Automated payments system increases OTC transparency

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LONDON – The Depository Trust & Clearing Corporation (DTCC) and CLS Bank International (CLS) have announced the successful launch of the first automated settlement service for cross-currency over-the-counter derivatives payments.

Work on the system, run through the DTCC’s Trade Information Warehouse, was initiated in December 2006. It is designed to reduce operational risk for the OTC derivatives market by fully automating the manual process of calculation, netting and issuing of bilateral payments between counterparties.

The growing OTC market has attracted criticism for lacking the transparency of regulated exchanges, which are subject to more rigorous and automated payment systems such as the recent implementation of the EU Markets in Financial Instruments Directive (Mifid).

Trading volumes of OTC derivatives in particular are predicted to increase even further over the near term. This will increase the industry-wide need for automated delivery, streamlined delivery and accuracy to be able to accommodate the higher volumes and reduce operational risk.

Automation speeds up transactions – saving money and costs through inefficiency – while reducing the margin for error or fraud through inaccuracy or manipulation. The transparency of payments is also improved through a full audit trail.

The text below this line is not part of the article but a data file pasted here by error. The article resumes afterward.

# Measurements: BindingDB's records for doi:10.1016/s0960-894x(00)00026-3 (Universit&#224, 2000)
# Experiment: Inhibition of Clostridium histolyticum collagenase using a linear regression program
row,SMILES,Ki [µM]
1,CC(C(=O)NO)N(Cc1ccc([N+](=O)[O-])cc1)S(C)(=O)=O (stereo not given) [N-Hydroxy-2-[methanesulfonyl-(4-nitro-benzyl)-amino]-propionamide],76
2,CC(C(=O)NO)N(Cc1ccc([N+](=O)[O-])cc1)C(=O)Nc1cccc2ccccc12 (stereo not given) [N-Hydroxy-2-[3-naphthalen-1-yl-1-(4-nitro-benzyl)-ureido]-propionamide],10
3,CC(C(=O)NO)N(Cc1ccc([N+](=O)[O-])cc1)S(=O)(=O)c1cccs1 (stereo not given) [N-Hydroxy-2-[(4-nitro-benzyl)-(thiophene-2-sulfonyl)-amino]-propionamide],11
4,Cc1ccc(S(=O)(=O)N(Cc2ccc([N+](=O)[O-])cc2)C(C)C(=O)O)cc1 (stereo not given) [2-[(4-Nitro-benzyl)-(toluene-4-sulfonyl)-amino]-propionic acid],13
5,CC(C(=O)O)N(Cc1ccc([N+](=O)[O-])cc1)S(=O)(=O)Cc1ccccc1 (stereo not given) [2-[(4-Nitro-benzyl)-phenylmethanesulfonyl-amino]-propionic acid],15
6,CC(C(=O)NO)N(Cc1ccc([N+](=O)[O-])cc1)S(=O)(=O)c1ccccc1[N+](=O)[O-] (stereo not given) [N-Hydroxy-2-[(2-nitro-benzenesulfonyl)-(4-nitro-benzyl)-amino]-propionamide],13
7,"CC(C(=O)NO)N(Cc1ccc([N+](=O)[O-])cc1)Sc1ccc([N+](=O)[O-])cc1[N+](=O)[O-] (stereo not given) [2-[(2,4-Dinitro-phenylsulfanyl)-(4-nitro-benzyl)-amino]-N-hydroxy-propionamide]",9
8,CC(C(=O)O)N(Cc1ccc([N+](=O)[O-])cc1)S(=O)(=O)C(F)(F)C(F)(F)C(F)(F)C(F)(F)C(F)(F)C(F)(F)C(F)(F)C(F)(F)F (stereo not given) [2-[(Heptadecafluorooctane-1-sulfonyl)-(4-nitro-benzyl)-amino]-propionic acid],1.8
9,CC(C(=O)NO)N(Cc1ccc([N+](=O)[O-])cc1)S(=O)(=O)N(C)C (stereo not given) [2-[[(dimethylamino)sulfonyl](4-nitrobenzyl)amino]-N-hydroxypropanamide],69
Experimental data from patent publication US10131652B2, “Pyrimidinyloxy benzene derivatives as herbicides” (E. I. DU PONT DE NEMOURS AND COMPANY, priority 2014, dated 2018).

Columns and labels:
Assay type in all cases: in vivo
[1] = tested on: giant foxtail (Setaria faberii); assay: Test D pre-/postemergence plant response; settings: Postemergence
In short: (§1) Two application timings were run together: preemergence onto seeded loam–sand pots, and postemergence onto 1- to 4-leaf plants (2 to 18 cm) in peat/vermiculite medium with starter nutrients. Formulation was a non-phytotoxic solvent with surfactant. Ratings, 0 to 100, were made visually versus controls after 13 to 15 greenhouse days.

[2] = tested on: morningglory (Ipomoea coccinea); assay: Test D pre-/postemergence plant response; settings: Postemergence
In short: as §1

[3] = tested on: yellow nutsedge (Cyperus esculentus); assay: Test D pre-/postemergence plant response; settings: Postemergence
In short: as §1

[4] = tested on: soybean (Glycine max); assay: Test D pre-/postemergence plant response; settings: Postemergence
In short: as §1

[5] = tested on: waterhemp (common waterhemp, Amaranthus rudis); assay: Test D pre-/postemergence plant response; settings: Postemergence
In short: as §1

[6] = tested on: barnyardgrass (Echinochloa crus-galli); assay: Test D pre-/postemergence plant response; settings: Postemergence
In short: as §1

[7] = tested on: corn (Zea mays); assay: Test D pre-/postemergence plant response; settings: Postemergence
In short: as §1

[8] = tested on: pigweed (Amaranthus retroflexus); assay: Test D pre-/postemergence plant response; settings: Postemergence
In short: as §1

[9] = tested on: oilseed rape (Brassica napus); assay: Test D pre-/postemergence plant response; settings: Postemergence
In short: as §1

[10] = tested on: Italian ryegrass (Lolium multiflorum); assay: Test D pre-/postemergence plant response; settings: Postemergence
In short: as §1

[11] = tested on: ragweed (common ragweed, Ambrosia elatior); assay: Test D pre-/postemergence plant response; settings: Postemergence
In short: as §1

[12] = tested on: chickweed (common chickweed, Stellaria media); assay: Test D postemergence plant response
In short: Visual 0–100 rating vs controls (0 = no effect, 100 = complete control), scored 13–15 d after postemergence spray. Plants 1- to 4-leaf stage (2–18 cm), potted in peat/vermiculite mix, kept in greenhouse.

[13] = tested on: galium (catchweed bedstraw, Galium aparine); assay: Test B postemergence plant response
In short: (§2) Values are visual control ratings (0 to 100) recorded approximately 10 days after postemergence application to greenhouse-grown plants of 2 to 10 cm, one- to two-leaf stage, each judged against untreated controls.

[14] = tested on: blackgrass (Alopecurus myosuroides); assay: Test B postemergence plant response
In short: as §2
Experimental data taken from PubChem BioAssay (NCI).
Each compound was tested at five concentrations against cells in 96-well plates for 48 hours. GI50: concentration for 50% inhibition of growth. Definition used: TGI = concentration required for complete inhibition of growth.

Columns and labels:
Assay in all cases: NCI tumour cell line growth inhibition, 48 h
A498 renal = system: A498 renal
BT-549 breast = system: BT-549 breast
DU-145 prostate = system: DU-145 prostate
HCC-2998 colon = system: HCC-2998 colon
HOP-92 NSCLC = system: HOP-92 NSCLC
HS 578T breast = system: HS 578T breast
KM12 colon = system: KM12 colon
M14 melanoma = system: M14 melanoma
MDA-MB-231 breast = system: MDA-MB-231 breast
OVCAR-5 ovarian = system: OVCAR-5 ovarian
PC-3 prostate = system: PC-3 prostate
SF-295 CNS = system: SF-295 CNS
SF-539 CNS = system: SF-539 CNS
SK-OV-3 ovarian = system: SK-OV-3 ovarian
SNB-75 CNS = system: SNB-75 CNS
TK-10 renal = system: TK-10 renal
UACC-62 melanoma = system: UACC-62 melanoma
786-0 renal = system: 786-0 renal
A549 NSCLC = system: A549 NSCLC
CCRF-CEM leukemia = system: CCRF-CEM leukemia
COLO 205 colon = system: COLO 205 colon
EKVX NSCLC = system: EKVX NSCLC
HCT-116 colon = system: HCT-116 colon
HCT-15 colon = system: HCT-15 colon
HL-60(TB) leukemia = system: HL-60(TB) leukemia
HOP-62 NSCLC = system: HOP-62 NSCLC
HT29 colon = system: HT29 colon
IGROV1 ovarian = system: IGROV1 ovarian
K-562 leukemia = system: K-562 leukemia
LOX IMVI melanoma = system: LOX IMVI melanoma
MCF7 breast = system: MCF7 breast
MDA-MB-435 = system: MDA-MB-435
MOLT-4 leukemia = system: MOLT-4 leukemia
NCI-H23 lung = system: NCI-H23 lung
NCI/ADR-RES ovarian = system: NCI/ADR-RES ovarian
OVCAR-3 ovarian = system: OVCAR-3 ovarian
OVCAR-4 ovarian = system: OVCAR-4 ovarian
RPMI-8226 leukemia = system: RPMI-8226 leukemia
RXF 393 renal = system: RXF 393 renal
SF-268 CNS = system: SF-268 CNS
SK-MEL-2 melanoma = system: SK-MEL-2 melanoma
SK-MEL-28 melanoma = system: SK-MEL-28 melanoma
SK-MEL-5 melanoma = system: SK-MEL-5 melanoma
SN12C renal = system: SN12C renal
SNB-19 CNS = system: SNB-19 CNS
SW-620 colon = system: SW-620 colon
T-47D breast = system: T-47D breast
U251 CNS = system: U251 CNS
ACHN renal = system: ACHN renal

“The central settlement process, which leverages DTCC’s Trade Information Warehouse, has produced full straight-through processing, allowing us to go all the way from confirmation to payment calculation to settlement with virtually no manual intervention,” says Randolph Cowen, co-chief administrative officer at US bank Goldman Sachs.

Results from the first quarterly central settlement cycle for the new service reveal the number of trading obligations requiring financial settlement was reduced from $14.3 billion to $288 million – a 98% decrease.

The 14 participating OTC derivatives dealers recorded a reduction from 340,000 settlements to 123, with payments made in US dollars, UK sterling, euros, yen and Swiss francs, and more currencies are planned.

“There are few opportunities of this magnitude in the OTC derivatives market to reduce operational risks while at the same time increasing operating efficiencies,” says Diane Schueneman, head of global infrastructure solutions for investment bank Merrill Lynch.

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